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AT&T data leak from 73 million customers; what you need to do next

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Millions of AT&T customers could be at risk of having their data exposed after the carrier confirmed user data was published on the dark web. 

More than 73 million current and former customers now have information like their Social Security number, address and more out in the open.

According to AT&T, the leak was published two weeks ago. So far, all the data is from 2019 or earlier. It includes information from 7.6 million current users and a whopping 65.4 million former customers. AT&T is investigating and says it’s still unclear if the data comes from the company or a third party.

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AT&T data breach 1

Security expert working on laptop (AT&T)

What information was involved? 

According to the company’s website, “The information varied by customer and account but may have included full name, email address, mailing address, phone number, social security number, date of birth, AT&T account number, and passcode.”

How do you know if you are affected by the data leak?

The company is contacting current and former customers whose data has been leaked. Customers affected by this security breach can expect to receive a direct communication from AT&T via email or letter regarding the incident.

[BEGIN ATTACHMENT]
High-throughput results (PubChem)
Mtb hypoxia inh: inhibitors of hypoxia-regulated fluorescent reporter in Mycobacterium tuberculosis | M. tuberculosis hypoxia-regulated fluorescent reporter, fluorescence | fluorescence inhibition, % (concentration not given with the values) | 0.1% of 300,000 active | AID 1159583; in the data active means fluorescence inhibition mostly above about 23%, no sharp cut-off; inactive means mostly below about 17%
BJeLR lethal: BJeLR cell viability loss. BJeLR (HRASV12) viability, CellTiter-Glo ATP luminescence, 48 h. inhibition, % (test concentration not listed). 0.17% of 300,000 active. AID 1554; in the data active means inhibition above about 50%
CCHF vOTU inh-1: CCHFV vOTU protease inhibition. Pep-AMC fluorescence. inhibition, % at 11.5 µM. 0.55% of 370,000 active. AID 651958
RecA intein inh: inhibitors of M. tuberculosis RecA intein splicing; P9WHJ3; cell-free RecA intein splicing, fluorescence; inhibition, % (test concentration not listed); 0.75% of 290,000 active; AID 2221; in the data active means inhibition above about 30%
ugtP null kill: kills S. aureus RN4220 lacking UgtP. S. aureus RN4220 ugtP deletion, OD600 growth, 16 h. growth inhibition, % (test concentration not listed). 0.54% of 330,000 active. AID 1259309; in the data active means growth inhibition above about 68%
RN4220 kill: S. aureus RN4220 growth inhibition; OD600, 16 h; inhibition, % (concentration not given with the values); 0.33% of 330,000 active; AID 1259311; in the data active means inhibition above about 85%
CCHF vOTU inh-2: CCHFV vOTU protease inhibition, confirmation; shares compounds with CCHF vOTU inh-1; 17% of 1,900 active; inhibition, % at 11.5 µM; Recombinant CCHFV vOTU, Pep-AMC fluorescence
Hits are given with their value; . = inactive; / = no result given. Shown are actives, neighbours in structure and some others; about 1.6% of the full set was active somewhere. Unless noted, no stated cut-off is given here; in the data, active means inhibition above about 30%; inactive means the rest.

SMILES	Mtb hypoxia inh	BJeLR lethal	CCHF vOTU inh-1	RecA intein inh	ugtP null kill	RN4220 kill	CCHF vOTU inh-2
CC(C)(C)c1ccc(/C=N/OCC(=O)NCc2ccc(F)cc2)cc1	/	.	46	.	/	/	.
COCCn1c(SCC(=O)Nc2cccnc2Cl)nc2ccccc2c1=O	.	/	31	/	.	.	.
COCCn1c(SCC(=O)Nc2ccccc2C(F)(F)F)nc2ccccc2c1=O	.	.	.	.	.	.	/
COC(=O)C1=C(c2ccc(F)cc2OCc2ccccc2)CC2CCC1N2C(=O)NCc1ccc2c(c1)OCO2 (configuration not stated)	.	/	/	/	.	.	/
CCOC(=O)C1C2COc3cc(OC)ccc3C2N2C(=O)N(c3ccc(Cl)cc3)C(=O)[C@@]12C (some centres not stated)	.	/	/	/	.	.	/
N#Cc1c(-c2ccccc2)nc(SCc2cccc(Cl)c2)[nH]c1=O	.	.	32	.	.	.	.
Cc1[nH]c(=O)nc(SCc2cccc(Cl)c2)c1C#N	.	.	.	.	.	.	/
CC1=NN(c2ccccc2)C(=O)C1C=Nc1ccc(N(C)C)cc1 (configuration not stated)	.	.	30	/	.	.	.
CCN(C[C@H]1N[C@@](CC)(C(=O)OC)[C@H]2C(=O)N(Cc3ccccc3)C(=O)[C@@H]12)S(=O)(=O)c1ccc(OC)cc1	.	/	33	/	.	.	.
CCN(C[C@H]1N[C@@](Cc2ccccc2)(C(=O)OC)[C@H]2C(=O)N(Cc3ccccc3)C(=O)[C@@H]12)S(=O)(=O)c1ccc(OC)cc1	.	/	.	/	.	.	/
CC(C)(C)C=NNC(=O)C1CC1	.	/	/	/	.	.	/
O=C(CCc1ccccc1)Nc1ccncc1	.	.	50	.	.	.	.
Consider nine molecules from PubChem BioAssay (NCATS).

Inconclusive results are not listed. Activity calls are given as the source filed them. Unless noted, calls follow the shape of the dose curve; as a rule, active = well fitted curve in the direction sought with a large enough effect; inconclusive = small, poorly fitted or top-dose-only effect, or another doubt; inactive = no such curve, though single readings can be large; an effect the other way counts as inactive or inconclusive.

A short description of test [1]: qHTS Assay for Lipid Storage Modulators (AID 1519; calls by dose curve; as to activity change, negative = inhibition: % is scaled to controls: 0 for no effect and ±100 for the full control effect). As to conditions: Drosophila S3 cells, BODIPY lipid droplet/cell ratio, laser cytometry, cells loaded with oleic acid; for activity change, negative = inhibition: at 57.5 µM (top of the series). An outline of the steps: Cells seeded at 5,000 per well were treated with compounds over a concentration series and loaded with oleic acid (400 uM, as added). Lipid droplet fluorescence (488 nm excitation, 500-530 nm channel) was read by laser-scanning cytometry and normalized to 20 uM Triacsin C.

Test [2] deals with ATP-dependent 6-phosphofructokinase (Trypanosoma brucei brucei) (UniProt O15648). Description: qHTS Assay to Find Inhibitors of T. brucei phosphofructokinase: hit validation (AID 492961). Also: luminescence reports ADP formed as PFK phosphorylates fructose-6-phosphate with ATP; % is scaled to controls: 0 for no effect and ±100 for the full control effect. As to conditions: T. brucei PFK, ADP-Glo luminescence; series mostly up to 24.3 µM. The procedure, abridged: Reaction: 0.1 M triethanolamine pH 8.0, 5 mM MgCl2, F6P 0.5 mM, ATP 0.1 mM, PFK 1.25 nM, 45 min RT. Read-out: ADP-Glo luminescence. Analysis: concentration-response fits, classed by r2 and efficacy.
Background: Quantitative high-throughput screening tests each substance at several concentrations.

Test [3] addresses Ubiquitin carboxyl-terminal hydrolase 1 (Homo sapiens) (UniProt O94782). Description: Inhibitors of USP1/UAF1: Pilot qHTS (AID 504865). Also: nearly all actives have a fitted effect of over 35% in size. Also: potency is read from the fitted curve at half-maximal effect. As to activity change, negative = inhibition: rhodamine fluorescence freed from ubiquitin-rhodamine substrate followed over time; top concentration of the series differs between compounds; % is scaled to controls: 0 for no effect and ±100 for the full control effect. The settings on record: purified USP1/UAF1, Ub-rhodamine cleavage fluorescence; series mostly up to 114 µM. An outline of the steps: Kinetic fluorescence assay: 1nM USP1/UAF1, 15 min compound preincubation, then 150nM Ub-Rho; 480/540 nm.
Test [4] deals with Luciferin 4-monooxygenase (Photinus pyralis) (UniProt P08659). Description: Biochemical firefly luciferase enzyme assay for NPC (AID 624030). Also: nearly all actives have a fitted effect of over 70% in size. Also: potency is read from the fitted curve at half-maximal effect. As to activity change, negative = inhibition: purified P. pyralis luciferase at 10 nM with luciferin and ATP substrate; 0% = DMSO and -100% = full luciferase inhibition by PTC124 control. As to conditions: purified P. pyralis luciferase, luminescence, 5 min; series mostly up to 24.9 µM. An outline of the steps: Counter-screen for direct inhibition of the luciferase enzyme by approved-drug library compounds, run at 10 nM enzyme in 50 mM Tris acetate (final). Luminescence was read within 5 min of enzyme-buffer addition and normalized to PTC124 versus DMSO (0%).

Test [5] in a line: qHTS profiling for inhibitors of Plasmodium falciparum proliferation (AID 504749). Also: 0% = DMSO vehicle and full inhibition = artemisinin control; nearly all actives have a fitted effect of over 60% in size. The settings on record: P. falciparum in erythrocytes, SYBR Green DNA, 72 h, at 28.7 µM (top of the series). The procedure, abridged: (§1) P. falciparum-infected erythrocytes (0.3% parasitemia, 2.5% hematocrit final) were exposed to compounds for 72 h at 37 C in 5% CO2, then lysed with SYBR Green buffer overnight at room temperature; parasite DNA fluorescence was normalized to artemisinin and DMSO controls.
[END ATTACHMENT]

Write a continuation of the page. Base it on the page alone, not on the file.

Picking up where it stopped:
AT&T REVEALS DATA BREACH AFFECTING 9 MILLION WIRELESS ACCOUNTS

What action is AT&T taking?

In addition to these notifications, AT&T has already reset the passcodes of affected customers.

AT&T discovered the information in a specific data set on the dark web. The company is still combing through the set but released this statement:

“AT&T has launched a robust investigation supported by internal and external cybersecurity experts. Based on our preliminary analysis, the data set appears to be from 2019 or earlier, impacting approximately 7.6 million current AT&T account holders and approximately 65.4 million former account holders. Currently, AT&T does not have evidence of unauthorized access to its systems resulting in exfiltration of the data set. We encourage current and former customers with questions to visit www.att.com/accountsafety for more information.”

AT&T data breach 2

Security icon on a computer (Kurt “CyberGuy” Knutsson)

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How do I check if my information is on the dark web?

You can go to haveibeenpwned.com to check if your information was sold on the dark web. Just enter your email address into the search bar. The website will search to see your data and display if there were data breaches associated with your email address on various sites. You may have even received an email from the website already saying that some of your data was stolen. 

What to do if your information has been stolen?

So, what do you do if you are notified or discover that your info is on the haveibeenpwned.com site? You should take immediate action to minimize the damage. Here are some steps that you can follow:

Change your passwords

If hackers have recorded your passwords, they could access your online accounts and steal your data or money. ON ANOTHER DEVICE (i.e., your laptop or desktop), you should change your passwords for all your important accounts, such as email, banking, social media, etc. You want to do this on another device so the hacker isn’t’ recording you setting up your new password on your hacked device. And you should also use strong and unique passwords that are hard to guess or crack. You can also use a password manager to generate and store your passwords securely.